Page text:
We’ve gone on a Tasker binge the past few days, giving you an overview of what Tasker is and showing you what you can do with it. We hope that it gives you an idea of what kinds of automation you can do with Tasker and its plugins, and how it can help you on your day to day task. But there are certain features that you can’t access on your phone for automation because they stand behind protected access. Do you really need root access for Tasker?

What is root access?

We spent a whole article on this, explaining what “gaining root access” really is. In very short terms, “rooting” is usually done because the user wants to make changes to the operating system – whether in interface or in features – because the feature or change he/she wants is usually not found in the stock or original software configuration. Users are usually blocked from modifying the root directory because they might modify or delete files that will cause damage or errors in the operating system.

So “gaining root access” is actually forcing the system to give you more permissions and access. Once that is done, you might be able to tweak the device the way you want it, but the process also opens many, many ways to screw up your device. This is why the rooting process always comes with warnings and caveats that you should know what you’re doing before attempting it.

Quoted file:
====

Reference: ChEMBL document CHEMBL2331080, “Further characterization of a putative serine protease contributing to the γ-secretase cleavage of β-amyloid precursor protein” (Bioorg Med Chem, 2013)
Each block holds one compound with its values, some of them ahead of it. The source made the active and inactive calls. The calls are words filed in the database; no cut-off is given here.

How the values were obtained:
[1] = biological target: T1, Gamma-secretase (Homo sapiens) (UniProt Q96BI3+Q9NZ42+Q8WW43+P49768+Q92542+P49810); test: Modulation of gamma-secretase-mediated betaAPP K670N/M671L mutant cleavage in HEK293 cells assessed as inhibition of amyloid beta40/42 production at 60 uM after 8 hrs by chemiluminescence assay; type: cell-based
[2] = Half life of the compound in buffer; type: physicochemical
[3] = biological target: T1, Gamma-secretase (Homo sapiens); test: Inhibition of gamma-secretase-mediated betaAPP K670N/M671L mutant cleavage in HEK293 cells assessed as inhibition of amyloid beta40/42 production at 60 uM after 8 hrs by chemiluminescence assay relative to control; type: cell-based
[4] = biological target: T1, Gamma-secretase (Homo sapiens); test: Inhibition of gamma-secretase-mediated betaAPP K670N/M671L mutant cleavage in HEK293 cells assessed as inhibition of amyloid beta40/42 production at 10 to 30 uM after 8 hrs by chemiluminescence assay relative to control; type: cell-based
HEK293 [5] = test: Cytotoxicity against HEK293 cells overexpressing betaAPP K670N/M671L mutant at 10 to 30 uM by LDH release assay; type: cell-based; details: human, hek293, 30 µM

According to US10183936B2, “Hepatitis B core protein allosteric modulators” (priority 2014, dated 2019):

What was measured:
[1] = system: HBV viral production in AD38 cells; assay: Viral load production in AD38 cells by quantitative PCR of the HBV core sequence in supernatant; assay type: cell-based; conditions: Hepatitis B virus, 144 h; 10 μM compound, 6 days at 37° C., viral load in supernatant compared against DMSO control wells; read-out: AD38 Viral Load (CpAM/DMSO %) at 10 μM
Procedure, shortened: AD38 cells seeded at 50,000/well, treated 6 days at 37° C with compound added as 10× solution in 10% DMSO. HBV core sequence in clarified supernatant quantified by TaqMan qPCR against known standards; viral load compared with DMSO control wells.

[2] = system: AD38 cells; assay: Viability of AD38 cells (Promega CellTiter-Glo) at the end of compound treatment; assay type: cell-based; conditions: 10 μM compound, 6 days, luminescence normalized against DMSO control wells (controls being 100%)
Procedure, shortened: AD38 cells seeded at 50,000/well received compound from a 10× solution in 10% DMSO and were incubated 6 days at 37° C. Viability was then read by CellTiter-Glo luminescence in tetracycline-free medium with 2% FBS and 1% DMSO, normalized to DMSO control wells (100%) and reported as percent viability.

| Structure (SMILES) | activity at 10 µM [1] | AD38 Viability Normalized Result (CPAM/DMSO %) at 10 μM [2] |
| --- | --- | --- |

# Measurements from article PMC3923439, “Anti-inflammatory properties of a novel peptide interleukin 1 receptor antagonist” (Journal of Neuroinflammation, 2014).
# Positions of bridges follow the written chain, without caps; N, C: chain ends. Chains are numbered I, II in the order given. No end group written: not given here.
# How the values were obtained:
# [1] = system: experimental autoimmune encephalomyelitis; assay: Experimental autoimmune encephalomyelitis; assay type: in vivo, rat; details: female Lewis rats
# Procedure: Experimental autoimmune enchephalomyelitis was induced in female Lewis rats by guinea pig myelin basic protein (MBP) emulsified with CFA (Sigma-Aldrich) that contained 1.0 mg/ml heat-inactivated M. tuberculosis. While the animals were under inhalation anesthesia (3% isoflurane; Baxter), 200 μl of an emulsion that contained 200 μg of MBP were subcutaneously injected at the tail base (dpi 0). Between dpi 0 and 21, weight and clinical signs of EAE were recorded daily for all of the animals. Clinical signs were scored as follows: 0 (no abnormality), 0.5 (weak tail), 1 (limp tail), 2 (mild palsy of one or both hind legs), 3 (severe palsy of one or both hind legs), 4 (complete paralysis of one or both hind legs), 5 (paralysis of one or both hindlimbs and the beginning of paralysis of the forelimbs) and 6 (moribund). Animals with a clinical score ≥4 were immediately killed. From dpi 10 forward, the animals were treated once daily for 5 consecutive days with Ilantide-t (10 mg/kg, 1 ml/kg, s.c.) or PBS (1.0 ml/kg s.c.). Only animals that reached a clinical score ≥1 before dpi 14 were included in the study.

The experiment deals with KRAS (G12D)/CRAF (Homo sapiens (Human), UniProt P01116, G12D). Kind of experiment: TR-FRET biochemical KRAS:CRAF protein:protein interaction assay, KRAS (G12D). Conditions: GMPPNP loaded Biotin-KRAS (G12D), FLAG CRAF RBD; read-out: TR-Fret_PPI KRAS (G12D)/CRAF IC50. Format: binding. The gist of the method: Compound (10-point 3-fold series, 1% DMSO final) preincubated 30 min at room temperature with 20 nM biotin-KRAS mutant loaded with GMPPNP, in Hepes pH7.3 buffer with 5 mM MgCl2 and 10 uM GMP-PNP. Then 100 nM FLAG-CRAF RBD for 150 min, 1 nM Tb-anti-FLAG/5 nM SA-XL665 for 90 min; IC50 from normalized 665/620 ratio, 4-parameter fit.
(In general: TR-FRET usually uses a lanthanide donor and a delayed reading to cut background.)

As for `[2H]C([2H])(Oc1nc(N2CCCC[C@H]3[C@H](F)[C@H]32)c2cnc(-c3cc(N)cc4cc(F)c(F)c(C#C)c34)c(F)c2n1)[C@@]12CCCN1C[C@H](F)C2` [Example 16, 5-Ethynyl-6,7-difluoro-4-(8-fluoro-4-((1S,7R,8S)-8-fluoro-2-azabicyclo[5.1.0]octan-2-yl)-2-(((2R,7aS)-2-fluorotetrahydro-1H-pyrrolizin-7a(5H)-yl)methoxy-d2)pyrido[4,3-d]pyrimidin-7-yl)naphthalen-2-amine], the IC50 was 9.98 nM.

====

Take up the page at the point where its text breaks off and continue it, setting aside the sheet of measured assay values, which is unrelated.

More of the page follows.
You can read up on how to gain root here, and also look at some of the things you can do when you gain root access.

Tasker and Root

Strictly speaking, Tasker does not require root access. There are already a lot of things you can do on Tasker without gaining root, so that needs to be cleared up. But with that said, there are some things you cannot do on Tasker without root access, just because software permissions won’t allow you to do it.

The simple explanation is this – Tasker is an automation app, where it brings together tasks that you can normally do on separate apps on separate occasions. Tasker will bring them together, put them on a schedule, and automate them – so you won’t have to do things repeatedly. In this explanation, if an app can do it, Tasker can automate it.

Now for the things that apps won’t normally do – the things that need manual toggling on your operating system – root access is needed. The Android operating system needs you toggle these settings manually – like turning your GPS on and off, toggling 2G to 3G to 4G data, turning the screen on and off – because it is quite risky to give apps automatic permission to do these things, they become security issues.

Gaining root access and giving certain apps root permission is actually a security issue in itself – this is why rooting is always something you do at your own risk, and you should know what you’re doing before attempting it. That said, if you understand your security situation and know what you’re doing – the possibilities of pairing Tasker with root access is endless.

What can you do with Tasker and a rooted phone?